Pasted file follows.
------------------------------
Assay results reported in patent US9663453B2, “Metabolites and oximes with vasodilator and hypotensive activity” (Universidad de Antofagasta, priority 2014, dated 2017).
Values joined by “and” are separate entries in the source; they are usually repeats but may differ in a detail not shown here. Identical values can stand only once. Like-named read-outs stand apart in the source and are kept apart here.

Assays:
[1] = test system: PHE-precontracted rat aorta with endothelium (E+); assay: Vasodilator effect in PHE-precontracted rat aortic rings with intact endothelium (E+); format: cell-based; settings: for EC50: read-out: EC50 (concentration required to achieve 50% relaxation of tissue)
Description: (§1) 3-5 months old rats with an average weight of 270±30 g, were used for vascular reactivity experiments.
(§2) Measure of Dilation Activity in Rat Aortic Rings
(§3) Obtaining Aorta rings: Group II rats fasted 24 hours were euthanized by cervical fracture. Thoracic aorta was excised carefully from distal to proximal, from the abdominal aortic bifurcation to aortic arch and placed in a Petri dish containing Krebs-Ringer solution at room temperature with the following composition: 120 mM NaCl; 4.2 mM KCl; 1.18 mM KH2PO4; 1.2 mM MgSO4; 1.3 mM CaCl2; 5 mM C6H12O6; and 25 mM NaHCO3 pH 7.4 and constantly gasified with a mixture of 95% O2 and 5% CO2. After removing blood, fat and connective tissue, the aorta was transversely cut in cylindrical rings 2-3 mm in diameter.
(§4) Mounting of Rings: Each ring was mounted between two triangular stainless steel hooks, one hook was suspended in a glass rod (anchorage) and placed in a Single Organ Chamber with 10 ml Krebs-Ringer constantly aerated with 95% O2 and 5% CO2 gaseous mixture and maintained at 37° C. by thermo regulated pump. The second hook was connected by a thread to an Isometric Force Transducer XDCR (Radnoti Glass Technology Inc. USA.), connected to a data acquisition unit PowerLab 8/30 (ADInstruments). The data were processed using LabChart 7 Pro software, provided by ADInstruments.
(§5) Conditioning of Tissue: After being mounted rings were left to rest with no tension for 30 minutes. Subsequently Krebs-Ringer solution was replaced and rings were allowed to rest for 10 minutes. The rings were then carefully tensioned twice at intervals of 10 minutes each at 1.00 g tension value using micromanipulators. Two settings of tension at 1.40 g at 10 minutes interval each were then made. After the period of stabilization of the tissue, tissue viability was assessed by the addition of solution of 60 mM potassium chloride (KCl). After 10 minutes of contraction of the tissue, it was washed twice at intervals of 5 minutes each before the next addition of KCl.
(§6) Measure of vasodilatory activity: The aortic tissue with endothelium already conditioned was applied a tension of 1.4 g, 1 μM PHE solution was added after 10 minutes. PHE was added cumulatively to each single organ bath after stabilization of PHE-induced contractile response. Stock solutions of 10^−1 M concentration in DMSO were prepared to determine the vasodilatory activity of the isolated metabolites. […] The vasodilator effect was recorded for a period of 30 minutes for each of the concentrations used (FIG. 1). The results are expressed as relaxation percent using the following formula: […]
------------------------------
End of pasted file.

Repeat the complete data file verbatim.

Assay results reported in patent US9663453B2, “Metabolites and oximes with vasodilator and hypotensive activity” (Universidad de Antofagasta, priority 2014, dated 2017).
Values joined by “and” are separate entries in the source; they are usually repeats but may differ in a detail not shown here. Identical values can stand only once. Like-named read-outs stand apart in the source and are kept apart here.

Assays:
[1] = test system: PHE-precontracted rat aorta with endothelium (E+); assay: Vasodilator effect in PHE-precontracted rat aortic rings with intact endothelium (E+); format: cell-based; settings: for EC50: read-out: EC50 (concentration required to achieve 50% relaxation of tissue)
Description: (§1) 3-5 months old rats with an average weight of 270±30 g, were used for vascular reactivity experiments.
(§2) Measure of Dilation Activity in Rat Aortic Rings
(§3) Obtaining Aorta rings: Group II rats fasted 24 hours were euthanized by cervical fracture. Thoracic aorta was excised carefully from distal to proximal, from the abdominal aortic bifurcation to aortic arch and placed in a Petri dish containing Krebs-Ringer solution at room temperature with the following composition: 120 mM NaCl; 4.2 mM KCl; 1.18 mM KH2PO4; 1.2 mM MgSO4; 1.3 mM CaCl2; 5 mM C6H12O6; and 25 mM NaHCO3 pH 7.4 and constantly gasified with a mixture of 95% O2 and 5% CO2. After removing blood, fat and connective tissue, the aorta was transversely cut in cylindrical rings 2-3 mm in diameter.
(§4) Mounting of Rings: Each ring was mounted between two triangular stainless steel hooks, one hook was suspended in a glass rod (anchorage) and placed in a Single Organ Chamber with 10 ml Krebs-Ringer constantly aerated with 95% O2 and 5% CO2 gaseous mixture and maintained at 37° C. by thermo regulated pump. The second hook was connected by a thread to an Isometric Force Transducer XDCR (Radnoti Glass Technology Inc. USA.), connected to a data acquisition unit PowerLab 8/30 (ADInstruments). The data were processed using LabChart 7 Pro software, provided by ADInstruments.
(§5) Conditioning of Tissue: After being mounted rings were left to rest with no tension for 30 minutes. Subsequently Krebs-Ringer solution was replaced and rings were allowed to rest for 10 minutes. The rings were then carefully tensioned twice at intervals of 10 minutes each at 1.00 g tension value using micromanipulators. Two settings of tension at 1.40 g at 10 minutes interval each were then made. After the period of stabilization of the tissue, tissue viability was assessed by the addition of solution of 60 mM potassium chloride (KCl). After 10 minutes of contraction of the tissue, it was washed twice at intervals of 5 minutes each before the next addition of KCl.
(§6) Measure of vasodilatory activity: The aortic tissue with endothelium already conditioned was applied a tension of 1.4 g, 1 μM PHE solution was added after 10 minutes. PHE was added cumulatively to each single organ bath after stabilization of PHE-induced contractile response. Stock solutions of 10^−1 M concentration in DMSO were prepared to determine the vasodilatory activity of the isolated metabolites. […] The vasodilator effect was recorded for a period of 30 minutes for each of the concentrations used (FIG. 1). The results are expressed as relaxation percent using the following formula: […]